Advertisement
Singapore markets closed
  • Straits Times Index

    3,316.56
    -6.06 (-0.18%)
     
  • Nikkei

    38,646.11
    -457.11 (-1.17%)
     
  • Hang Seng

    18,608.94
    -259.77 (-1.38%)
     
  • FTSE 100

    8,305.33
    -33.90 (-0.41%)
     
  • Bitcoin USD

    67,362.27
    -2,083.59 (-3.00%)
     
  • CMC Crypto 200

    1,421.44
    -46.66 (-3.18%)
     
  • S&P 500

    5,267.84
    -39.17 (-0.74%)
     
  • Dow

    39,065.26
    -605.78 (-1.53%)
     
  • Nasdaq

    16,736.03
    -65.51 (-0.39%)
     
  • Gold

    2,340.80
    +3.60 (+0.15%)
     
  • Crude Oil

    76.78
    -0.09 (-0.12%)
     
  • 10-Yr Bond

    4.4930
    +0.0180 (+0.40%)
     
  • FTSE Bursa Malaysia

    1,619.40
    -9.78 (-0.60%)
     
  • Jakarta Composite Index

    7,222.38
    +36.34 (+0.51%)
     
  • PSE Index

    6,619.89
    -40.10 (-0.60%)
     

From Acupuncture to Trash Testing, Real Estate Agents on the Weirdest Requests They Get From Clients

To close a deal, some real-estate agents will go the extra mile to make an offer attractive to a seller or buyer. Sometimes that mile is a bit weird, to say the least.

Two agents recently shared with The Wall Street Journal the oddest requests they’ve received on the job. Their answers included both acupuncture and garbage—and surely other real-estate agents out there have had experiences that give these a run for their money.

More from Robb Report

ADVERTISEMENT

Dee Dee Guggenheim Howes, an agent with Compass Real Estate in Houston, recalled that she was courting a potential client looking to list his $14 million estate. Measuring in at a whopping 12,000 square feet, she brought along a couple of assistants to help take notes. When the group entered the home, the seller was lying on the couch with needles poking out of both his feet and his head.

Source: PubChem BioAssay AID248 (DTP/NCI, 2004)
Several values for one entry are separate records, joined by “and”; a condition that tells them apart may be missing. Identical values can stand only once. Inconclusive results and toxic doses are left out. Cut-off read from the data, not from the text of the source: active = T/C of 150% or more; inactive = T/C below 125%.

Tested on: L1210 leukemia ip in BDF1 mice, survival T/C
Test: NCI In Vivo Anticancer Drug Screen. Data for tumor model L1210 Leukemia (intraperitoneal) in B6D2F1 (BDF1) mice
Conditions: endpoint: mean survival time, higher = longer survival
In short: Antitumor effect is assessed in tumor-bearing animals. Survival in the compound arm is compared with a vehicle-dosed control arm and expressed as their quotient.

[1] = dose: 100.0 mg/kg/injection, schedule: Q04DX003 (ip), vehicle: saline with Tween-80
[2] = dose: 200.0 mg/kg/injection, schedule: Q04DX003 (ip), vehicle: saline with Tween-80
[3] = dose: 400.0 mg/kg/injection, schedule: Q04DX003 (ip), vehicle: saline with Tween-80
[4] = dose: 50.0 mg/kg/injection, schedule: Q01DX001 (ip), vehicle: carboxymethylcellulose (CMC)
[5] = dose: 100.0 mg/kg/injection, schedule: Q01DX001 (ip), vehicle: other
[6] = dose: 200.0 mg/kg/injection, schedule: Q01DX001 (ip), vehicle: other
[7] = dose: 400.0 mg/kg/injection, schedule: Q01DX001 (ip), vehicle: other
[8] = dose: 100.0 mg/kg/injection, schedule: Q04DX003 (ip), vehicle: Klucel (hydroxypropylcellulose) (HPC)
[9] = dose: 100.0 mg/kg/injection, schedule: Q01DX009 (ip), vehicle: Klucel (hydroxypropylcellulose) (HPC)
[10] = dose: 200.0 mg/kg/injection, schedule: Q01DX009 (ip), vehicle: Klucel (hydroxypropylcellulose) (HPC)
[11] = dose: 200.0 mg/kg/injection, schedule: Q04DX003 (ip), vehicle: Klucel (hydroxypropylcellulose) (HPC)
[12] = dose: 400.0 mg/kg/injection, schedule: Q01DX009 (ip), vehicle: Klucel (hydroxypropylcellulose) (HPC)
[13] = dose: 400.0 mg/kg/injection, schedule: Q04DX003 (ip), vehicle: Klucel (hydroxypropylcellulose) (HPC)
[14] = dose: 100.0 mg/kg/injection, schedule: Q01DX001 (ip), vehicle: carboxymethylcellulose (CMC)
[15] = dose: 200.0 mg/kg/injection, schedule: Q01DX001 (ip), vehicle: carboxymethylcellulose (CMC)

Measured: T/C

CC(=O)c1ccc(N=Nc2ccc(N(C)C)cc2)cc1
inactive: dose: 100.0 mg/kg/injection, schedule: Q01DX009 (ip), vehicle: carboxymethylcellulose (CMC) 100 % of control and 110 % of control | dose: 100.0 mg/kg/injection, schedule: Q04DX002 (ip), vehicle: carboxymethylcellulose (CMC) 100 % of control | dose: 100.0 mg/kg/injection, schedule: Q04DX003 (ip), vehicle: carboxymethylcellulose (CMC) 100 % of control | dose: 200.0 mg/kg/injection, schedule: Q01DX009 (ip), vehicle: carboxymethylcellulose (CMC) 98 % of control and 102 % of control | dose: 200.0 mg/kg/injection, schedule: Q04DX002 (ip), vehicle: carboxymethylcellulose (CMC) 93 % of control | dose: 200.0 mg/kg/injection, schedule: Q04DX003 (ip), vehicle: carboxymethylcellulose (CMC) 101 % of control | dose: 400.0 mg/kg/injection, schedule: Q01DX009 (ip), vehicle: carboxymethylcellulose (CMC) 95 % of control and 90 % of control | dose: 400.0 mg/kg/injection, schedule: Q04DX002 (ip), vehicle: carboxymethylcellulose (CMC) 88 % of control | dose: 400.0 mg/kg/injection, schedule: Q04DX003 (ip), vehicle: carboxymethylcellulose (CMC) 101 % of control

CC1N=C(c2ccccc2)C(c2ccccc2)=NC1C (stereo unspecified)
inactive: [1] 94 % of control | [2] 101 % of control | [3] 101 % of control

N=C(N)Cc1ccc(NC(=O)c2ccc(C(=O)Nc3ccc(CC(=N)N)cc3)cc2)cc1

While walking in on someone during an acupuncture appointment is strange enough, the seller told Guggenheim Howes that she and her assistants would be undergoing the procedure, too. “It was a test,” she told the Journal. “It was his way of seeing whether I would do what I needed to do to get the listing and follow along with him and his ways.”

Guggenheim Howes and her assistants acquiesced, withstanding the needles for 15 to 20 minutes. In the end, the house traded off market, but it showed Guggenheim Howes’s willingness to follow her client’s lead.

Bianca D’Alessio, the founder of the Masters Division of Nest Seekers International in New York City, was able to avoid the acupuncture, but her client interaction may have been just a bit smellier. To cinch the deal with a client looking to buy on the Upper West Side, she had to calm his fears about the apartment’s proximity to the building’s trash chute. D’Alessio specified that it wasn’t a cleanliness issue, but rather a noise problem, with the client worrying about being able to hear people throwing out their garbage.

To alleviate those concerns, D’Alessio carried out a “garbage test,” as she put it. They opened and closed to door to the chute several times, and dropped three or four bags of trash down there, full of either paper or bottles. Thankfully, the client couldn’t hear a thing.

“Was it weird as hell? Yeah,” D’Alessio told The Wall Street Journal. “But the deal all hinged on this garbage chute … The contract was signed last week.”

Let that be a lesson in doing whatever it takes to get the signature.

Best of Robb Report

Sign up for Robb Report's Newsletter. For the latest news, follow us on Facebook, Twitter, and Instagram.

Click here to read the full article.